The selection of the intervention in the case in point depended on the extent to which Miya has developed substance dependence. The interventions chosen for the patient included behavioral counseling and assessment of co-curricular activities (National Institute on Drug Abuse, n.d.). In this particular case, it was recommended to perform CBT for the patient to create an understanding of the reasons for her to have developed and have been following the identified destructive behavior patterns, as well as accept the necessity of an intervention. In addition to the CBT-based treatment, appropriate medications were administered to Miya. Namely, the use of Naltrexone or another FDA-approved treatment option, and identification other health issues that may have occurred as a result of the intervention, was required as an immediate action. The appropriate medications were administered in combination with CBT as the main tool for encouraging a behavioral change. In order to ensure that the patient’s motivation level remain high, Motivational Interviewing, Community Reinforcement Approach (CRA), and Guided Self-Change frameworks were used. These, in conjunction with the other treatments, will accelerate her recovery from depression.
In turn, the CRA model were utilized as the framework acceptable for clients facing social issues and mental health concerns associated with substance abuse disorder (Morin et al., 2017). Morin et al. (2017) cited Hunt and Azrin (1973) to prove that, according to a CRA-based randomized clinical trial with 16 participants, the application of a combination of a medicine-based and CBT based approach was vital. In the study, the CRA group was represented by eight participants, whereas the other 8 were included in the 12-intervention group. Six months after treatment, people who adhered to the CRA procedure showed certain improvements since they recounted drinking on 14% of the days, while the 1-step interventions reported drinking on 79% of all the days (Morin et al., 2017). It was also asserted that the CRA group frequently utilized the mental health procedures and had higher rates in employment as compared with the 12-step group (Morin et al., 2017). In addition to the therapy, Miya was provided with antidepressants, clonidine, and benzodiazepines. Benzodiazepine and clonidine have reduced withdrawal symptoms and irritability, while antidepressants have reduced depression (Addiction Center, n.d.). The dosage varied depending on the sobriety and the rate of withdrawal that Miya showed.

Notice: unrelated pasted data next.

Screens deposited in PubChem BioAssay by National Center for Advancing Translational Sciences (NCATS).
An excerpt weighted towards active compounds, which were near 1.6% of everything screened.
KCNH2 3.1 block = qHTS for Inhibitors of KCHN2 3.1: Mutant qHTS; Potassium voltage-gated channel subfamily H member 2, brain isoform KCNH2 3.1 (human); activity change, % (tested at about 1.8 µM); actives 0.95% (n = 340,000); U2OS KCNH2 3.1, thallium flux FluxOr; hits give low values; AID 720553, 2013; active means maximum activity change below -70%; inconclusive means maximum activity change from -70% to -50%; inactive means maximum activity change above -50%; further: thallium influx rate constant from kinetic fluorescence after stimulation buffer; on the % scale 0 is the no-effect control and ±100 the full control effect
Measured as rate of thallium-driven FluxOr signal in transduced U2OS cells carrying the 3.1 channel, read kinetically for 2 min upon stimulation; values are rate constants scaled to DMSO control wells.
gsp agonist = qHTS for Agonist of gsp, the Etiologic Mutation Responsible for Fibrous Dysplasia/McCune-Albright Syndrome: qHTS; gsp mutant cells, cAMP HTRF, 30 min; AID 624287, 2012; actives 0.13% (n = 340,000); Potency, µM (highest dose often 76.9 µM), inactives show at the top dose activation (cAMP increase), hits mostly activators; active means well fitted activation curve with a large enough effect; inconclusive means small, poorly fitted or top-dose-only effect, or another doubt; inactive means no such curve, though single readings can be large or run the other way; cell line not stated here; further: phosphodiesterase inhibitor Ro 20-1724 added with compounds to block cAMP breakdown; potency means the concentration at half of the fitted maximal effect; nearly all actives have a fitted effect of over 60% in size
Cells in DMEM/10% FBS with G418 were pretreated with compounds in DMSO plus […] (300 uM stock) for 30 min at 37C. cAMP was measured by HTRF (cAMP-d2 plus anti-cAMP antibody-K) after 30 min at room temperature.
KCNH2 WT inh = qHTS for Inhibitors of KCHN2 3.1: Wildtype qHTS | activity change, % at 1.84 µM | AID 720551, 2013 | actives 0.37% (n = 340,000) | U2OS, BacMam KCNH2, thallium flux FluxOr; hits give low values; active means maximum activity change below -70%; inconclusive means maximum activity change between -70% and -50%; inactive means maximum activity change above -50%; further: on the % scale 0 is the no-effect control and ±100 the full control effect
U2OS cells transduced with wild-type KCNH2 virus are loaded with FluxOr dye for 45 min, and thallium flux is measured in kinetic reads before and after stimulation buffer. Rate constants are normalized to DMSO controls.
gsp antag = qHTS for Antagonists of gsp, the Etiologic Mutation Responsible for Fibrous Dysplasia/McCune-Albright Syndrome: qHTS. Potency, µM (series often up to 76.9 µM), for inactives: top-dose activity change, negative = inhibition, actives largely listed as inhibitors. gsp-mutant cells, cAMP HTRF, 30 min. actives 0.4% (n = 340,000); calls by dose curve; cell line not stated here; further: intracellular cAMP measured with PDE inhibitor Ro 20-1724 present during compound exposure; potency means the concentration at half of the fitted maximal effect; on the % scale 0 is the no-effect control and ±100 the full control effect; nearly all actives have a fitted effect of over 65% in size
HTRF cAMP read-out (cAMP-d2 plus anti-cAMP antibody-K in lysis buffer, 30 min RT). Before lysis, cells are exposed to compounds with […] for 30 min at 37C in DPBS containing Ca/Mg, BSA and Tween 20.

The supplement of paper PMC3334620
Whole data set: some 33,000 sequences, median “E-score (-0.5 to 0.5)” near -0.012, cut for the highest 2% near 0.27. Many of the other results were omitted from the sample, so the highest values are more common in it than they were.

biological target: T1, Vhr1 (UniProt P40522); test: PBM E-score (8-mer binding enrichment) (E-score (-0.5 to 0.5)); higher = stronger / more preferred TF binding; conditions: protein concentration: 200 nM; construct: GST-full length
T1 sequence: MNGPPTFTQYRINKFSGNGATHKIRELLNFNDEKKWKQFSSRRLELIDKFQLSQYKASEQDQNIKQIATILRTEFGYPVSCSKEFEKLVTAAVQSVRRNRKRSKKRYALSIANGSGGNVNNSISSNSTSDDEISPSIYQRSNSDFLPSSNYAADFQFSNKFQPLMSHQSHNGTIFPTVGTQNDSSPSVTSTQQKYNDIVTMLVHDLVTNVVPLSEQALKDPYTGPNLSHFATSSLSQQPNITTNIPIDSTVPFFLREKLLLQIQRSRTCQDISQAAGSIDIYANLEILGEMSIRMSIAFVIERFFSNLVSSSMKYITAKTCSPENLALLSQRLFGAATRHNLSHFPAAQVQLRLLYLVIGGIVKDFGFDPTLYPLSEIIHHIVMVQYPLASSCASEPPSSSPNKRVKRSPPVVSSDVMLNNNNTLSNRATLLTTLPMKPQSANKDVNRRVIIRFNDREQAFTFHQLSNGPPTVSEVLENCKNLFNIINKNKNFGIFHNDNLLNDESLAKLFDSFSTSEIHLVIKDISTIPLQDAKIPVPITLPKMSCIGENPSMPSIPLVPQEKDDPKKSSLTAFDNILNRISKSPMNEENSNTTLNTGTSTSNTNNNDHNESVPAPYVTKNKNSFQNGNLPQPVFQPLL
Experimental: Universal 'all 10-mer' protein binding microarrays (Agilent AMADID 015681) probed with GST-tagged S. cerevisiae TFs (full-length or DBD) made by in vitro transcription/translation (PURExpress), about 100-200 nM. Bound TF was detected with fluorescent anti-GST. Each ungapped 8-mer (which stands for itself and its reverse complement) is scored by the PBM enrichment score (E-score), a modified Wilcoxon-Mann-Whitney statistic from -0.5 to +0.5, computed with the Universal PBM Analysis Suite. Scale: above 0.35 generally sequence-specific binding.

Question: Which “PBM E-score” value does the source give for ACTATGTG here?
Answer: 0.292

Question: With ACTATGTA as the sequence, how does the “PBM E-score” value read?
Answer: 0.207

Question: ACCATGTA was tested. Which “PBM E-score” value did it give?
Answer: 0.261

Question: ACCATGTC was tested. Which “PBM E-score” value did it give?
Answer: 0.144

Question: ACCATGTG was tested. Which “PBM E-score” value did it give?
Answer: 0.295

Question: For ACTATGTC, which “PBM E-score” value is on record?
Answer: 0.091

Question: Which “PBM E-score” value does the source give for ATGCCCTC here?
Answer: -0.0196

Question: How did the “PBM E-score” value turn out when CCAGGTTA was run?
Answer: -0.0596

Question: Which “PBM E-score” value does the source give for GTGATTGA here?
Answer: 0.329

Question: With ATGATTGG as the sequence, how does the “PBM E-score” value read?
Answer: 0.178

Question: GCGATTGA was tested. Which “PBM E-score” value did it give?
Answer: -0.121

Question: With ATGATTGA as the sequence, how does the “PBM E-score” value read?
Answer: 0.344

Applicability of the Intervention to the Client and the Practice Setting
The intervention was applicable since it recognizes drug abuse chronic condition and the challenges associated with its treatment. It took long-term and repetitive treatment to achieve sobriety since individuals cannot be cured for stopping to take drugs for few days. The recommended interventions were aimed at stopping Miya from using drugs and being productive in society.
Additionally, various principles lifted form a range of theoretical frameworks supported the treatment. One of the principles was understanding alcohol misuse as a complex and treatable problem, which motivated the doctors to pursue the cure for the best outcomes for the patient. The bulk work involved in the treatment is the detoxification and management of the withdrawal symptoms. Behavioral coaching helped the patient cope with the symptoms and the challenges of ceasing the rug abuse.
All treatments could be determinant for the failed or successful treatment. Early access to treatment by the client enabled the physician to manage the condition quickly and effectively. Setback on seeking medical treatment early rendered an individual vulnerable to exacerbations which can worsen the situation. Staying in the treatment for the recommended time improved patient outcomes. Behavioral therapies and cognitive treatment are the most recommended interventions for alcohol and drug addiction as they focus on eradicating problematic emotions and behavior. Medication is used as a secondary measure in conjunction with CBT with the help of licensed healthcare professionals. The most important thing is to review and modify the plans weekly depending on the patients’ outcome.